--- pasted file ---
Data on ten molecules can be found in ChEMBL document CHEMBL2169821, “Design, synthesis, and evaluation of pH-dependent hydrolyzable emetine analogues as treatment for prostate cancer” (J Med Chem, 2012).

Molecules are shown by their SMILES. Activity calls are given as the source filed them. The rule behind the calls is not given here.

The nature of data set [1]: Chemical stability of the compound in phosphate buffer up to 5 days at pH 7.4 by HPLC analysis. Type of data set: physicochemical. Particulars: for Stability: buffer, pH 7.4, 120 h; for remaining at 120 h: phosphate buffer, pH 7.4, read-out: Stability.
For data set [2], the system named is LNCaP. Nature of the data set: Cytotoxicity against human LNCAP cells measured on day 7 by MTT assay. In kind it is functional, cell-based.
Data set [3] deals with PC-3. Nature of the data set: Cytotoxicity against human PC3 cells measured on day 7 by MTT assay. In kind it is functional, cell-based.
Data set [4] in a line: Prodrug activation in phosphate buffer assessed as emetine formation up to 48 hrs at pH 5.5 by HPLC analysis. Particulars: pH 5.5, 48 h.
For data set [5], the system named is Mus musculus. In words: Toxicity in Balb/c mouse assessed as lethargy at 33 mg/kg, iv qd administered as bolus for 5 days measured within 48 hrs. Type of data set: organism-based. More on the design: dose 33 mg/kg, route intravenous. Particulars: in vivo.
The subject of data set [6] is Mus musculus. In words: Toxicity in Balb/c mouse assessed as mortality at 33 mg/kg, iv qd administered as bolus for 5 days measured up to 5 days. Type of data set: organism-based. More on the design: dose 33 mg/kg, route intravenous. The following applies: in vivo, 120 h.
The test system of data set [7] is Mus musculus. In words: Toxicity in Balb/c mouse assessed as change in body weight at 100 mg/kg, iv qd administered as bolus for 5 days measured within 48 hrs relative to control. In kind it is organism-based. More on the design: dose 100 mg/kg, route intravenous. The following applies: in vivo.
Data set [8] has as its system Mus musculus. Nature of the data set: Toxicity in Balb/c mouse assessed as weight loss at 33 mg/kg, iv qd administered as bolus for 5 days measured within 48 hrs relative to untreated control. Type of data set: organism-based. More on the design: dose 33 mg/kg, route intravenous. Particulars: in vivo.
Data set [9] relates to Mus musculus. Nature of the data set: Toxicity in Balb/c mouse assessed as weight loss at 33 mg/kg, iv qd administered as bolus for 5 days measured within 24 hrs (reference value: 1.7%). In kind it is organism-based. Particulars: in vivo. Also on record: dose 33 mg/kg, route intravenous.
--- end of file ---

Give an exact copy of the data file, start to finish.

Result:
Data on ten molecules can be found in ChEMBL document CHEMBL2169821, “Design, synthesis, and evaluation of pH-dependent hydrolyzable emetine analogues as treatment for prostate cancer” (J Med Chem, 2012).

Molecules are shown by their SMILES. Activity calls are given as the source filed them. The rule behind the calls is not given here.

The nature of data set [1]: Chemical stability of the compound in phosphate buffer up to 5 days at pH 7.4 by HPLC analysis. Type of data set: physicochemical. Particulars: for Stability: buffer, pH 7.4, 120 h; for remaining at 120 h: phosphate buffer, pH 7.4, read-out: Stability.
For data set [2], the system named is LNCaP. Nature of the data set: Cytotoxicity against human LNCAP cells measured on day 7 by MTT assay. In kind it is functional, cell-based.
Data set [3] deals with PC-3. Nature of the data set: Cytotoxicity against human PC3 cells measured on day 7 by MTT assay. In kind it is functional, cell-based.
Data set [4] in a line: Prodrug activation in phosphate buffer assessed as emetine formation up to 48 hrs at pH 5.5 by HPLC analysis. Particulars: pH 5.5, 48 h.
For data set [5], the system named is Mus musculus. In words: Toxicity in Balb/c mouse assessed as lethargy at 33 mg/kg, iv qd administered as bolus for 5 days measured within 48 hrs. Type of data set: organism-based. More on the design: dose 33 mg/kg, route intravenous. Particulars: in vivo.
The subject of data set [6] is Mus musculus. In words: Toxicity in Balb/c mouse assessed as mortality at 33 mg/kg, iv qd administered as bolus for 5 days measured up to 5 days. Type of data set: organism-based. More on the design: dose 33 mg/kg, route intravenous. The following applies: in vivo, 120 h.
The test system of data set [7] is Mus musculus. In words: Toxicity in Balb/c mouse assessed as change in body weight at 100 mg/kg, iv qd administered as bolus for 5 days measured within 48 hrs relative to control. In kind it is organism-based. More on the design: dose 100 mg/kg, route intravenous. The following applies: in vivo.
Data set [8] has as its system Mus musculus. Nature of the data set: Toxicity in Balb/c mouse assessed as weight loss at 33 mg/kg, iv qd administered as bolus for 5 days measured within 48 hrs relative to untreated control. Type of data set: organism-based. More on the design: dose 33 mg/kg, route intravenous. Particulars: in vivo.
Data set [9] relates to Mus musculus. Nature of the data set: Toxicity in Balb/c mouse assessed as weight loss at 33 mg/kg, iv qd administered as bolus for 5 days measured within 24 hrs (reference value: 1.7%). In kind it is organism-based. Particulars: in vivo. Also on record: dose 33 mg/kg, route intravenous.